Obesity - it costs the nation £2.5
billion a year to treat, it is set to overtake lung cancer as the
biggest preventable killer and over one in five suffer from the condition.
As the government prepare
to launch a 40 million pound healthy eating campaign, Inside Out investigates
how we can take responsibility for our own health by going back to school
- food school that is.
Rik Waller is the big man, with the even bigger voice
and at the age of 21, Rik weighs around 30 stone.
Diagnosed as morbidly obese, Rik knows all too well how
being overweight can effect your health.
After leaving ITV’s Pop Idol through illness, Rik struggled
on the weight loss reality TV show, Celebrity Fit Club. Although
he initially lost weight, his resolve faltered and Rik was controversially
thrown off the show.
Over 30,000 deaths a year are caused by obesity
People are classed as obese if they have a body
mass index over 30
Adult obesity rates have tripled since 1982
19% of Britons are obese and 39% are overweight
The number of obese children has doubled since
10% of six year olds are obese
Obesity can lead to health problems, including
arthritis, heart disease and diabetes
Rik may be a high profile example of obesity, but it effects
a large number of the population.
In 2002, 17% of men and 20% of women were diagnosed as
clinically obese and that is not taking into account the number who are
classed as overweight.
Along with the prejudices many overweight people face
in a society obsessed with self image, comes the far more serious health
People who are overweight are more likely to suffer from
diabetes, heart disease and arthritis and life expectancy is shortened
by up to three times that of a leaner counterpart.
With such a stark wake-up call, Rik is eager to try a
new approach to eating, minus the torture of Celebrity Fit Club and Inside
Out knows just the place.
Cutting Edge Food and Wine School
The sleepy countryside of Robertsbridge is home to Cutting
Edge, the South East’s only major food and wine school.
Founder, Ruth Sands Edwards, employs six top chefs from
London and is confident that they can help Rik to rustle up a sumptuous
but healthy meal to get his new eating regime off to a great start.
|Fresh local ingredients
taste so much better than processed alternatives|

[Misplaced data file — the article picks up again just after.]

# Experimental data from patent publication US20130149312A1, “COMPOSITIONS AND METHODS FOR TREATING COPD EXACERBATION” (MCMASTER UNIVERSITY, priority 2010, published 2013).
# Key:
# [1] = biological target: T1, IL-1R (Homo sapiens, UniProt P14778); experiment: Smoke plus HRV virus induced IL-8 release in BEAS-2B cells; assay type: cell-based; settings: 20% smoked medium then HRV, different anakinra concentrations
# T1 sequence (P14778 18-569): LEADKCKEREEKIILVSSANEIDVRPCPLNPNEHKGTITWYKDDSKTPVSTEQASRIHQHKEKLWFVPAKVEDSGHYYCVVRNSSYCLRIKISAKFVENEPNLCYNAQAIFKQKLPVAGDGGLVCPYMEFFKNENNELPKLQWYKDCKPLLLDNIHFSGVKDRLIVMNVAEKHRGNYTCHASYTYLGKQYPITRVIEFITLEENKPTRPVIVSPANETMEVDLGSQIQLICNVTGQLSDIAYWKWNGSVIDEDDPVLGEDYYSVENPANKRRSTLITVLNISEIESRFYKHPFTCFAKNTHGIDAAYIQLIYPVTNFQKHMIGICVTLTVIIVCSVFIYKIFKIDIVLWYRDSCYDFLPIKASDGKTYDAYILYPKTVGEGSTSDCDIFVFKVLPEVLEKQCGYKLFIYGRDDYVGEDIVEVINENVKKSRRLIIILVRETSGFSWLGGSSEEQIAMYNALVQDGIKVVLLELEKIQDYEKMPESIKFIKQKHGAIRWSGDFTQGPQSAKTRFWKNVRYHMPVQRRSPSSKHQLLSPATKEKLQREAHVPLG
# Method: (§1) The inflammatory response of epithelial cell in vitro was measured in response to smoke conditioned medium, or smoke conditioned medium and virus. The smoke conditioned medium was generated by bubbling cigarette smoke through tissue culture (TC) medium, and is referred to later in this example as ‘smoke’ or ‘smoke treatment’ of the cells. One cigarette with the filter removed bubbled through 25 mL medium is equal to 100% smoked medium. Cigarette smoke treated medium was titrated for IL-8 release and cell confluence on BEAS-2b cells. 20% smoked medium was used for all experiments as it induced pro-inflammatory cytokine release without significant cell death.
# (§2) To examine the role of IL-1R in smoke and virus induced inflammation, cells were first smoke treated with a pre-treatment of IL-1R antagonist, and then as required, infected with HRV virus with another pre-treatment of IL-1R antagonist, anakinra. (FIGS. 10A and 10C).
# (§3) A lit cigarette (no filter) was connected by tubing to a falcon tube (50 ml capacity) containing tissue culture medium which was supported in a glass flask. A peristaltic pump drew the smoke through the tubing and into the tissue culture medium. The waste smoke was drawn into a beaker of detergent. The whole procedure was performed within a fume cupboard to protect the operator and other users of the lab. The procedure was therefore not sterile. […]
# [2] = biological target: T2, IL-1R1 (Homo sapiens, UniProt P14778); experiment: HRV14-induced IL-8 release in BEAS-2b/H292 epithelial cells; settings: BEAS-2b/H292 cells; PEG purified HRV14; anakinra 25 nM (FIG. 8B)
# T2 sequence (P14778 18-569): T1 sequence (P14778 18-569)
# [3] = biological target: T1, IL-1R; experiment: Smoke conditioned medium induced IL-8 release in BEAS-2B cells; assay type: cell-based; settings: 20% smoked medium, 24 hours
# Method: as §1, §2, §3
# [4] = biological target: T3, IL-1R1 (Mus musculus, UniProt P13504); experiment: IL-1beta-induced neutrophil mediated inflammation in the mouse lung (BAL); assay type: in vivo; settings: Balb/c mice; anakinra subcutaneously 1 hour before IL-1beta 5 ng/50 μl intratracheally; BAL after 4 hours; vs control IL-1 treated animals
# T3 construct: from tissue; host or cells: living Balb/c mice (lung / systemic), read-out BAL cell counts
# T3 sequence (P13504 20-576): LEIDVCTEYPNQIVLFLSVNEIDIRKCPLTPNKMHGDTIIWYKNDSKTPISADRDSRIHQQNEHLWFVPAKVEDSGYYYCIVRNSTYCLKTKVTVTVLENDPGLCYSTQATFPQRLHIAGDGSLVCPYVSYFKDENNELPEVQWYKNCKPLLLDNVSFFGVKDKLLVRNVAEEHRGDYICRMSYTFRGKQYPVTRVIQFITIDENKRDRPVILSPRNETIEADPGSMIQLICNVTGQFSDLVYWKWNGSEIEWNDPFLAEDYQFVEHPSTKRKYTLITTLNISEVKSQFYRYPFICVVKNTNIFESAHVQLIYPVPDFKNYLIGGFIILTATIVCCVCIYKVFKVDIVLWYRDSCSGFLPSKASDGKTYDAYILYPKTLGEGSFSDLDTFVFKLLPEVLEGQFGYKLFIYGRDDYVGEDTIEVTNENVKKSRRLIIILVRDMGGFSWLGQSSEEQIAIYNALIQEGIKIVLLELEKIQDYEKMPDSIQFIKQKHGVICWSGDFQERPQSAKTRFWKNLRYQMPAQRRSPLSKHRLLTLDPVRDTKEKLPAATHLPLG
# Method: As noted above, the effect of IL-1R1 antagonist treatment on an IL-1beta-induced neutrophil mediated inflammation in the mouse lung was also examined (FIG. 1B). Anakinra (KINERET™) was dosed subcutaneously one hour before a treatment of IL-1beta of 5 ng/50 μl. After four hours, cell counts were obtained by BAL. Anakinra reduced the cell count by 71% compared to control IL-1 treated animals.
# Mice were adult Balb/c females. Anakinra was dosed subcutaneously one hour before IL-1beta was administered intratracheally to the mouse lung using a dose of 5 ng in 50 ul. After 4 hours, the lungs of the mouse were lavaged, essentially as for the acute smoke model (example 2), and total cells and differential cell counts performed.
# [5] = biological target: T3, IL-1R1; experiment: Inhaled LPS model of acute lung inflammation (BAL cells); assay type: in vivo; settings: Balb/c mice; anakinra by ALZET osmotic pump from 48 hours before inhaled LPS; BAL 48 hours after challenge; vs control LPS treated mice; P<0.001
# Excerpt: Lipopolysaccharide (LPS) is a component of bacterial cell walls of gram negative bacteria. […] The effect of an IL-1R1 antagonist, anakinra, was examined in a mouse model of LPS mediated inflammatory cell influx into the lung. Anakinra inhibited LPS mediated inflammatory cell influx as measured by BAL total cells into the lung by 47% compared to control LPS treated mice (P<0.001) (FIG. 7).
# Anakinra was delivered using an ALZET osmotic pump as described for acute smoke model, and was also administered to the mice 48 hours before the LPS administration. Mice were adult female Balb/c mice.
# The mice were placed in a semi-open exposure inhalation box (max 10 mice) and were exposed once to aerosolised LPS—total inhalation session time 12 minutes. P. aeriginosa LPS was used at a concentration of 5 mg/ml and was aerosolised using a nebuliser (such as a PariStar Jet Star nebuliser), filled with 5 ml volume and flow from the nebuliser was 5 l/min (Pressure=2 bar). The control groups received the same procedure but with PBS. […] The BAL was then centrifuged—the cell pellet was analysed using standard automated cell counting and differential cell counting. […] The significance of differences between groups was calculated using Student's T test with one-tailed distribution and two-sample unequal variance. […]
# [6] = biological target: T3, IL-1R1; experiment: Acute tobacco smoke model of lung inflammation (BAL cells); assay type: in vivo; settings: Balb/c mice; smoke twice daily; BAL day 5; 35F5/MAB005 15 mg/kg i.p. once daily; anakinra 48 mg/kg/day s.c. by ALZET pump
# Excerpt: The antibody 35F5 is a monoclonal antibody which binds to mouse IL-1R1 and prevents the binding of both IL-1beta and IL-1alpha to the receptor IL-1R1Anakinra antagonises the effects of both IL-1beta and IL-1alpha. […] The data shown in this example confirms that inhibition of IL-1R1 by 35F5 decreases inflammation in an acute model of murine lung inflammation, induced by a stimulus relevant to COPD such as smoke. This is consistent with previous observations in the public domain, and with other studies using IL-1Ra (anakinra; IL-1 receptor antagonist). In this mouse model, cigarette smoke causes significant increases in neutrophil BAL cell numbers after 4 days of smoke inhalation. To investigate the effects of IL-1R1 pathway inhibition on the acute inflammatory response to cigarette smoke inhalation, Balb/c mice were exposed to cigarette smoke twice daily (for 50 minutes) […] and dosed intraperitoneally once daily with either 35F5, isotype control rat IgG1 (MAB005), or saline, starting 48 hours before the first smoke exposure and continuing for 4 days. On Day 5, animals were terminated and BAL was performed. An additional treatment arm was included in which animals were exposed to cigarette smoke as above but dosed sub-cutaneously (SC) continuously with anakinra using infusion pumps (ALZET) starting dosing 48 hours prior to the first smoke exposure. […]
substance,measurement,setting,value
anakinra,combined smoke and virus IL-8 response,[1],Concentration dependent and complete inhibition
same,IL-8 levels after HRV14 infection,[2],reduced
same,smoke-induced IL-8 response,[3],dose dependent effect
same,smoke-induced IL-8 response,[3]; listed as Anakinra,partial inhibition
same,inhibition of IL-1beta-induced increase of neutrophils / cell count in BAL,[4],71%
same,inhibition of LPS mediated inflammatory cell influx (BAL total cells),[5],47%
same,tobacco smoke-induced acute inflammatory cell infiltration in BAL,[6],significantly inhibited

"Eating well needn’t be boring. You can enjoy eating healthily
and you will be eating yourself thinner," says Ruth.
The course is designed to re-educate peoples’ approach
to healthy eating, using fresh, local ingredients wherever possible.
Tom Kime, Jamie Oliver’s former boss, stresses that variety
is the key.
"When you’re trying to set up a programme of healthy
eating, it is important there’s no repetition. You don’t want the same
thing over and over again because then you’ll get bored with it and break
the programme," says Tom.
Rik prepares to cook up a storm in the kitchen bearing
in mind three important lessons:
1. Where possible use local, unprocessed produce.
"Local food to me is traceable," says Toby Peters, a
local produce seller in Battle. "You can see the farm… you can see that
the product is natural, not processed. You get the raw ingredient from
the farm five miles away."
smelling the food is half the pleasure of cooking|
2. Prepare and cook your own food. Feeling and smelling
the food extends the pleasure of the meal which in turn helps you eat
3. Everything in moderation - even the odd glass or wine.
"Wine can be good for you," assures Henri Chappon and
as Britain’s number one sommelier, he should know! "There are lots of
components in wine… vitamins, acids… too much is dangerous, a good level
seems to have been set at 2-3 glasses per day."
Here's one I made earlier...
So with this in mind, Rik sets about preparing a main
course of sea bass with tomatoes, caper berries & olives and a desert
of mango, papaya & watermelon salad with mint & ginger.
The result? Delicious. And if you want to try it for
yourself, Inside Out has turned cookery guru - with a little help from
With obesity on the increase and a large percentage of
the nation overweight, there is no better time to make a change for the
The message is clear. Fresh healthy ingredients and good
old fashioned home cooking will not only improve our waistlines, but our
health as well.
"There are so few things we control in our lives these
days," says Christine, the chief dietician at Pembury Hospital. "Being
able to have an influence on your own health is so much more beneficial
to human beings than to leave their health in somebody else’s hands."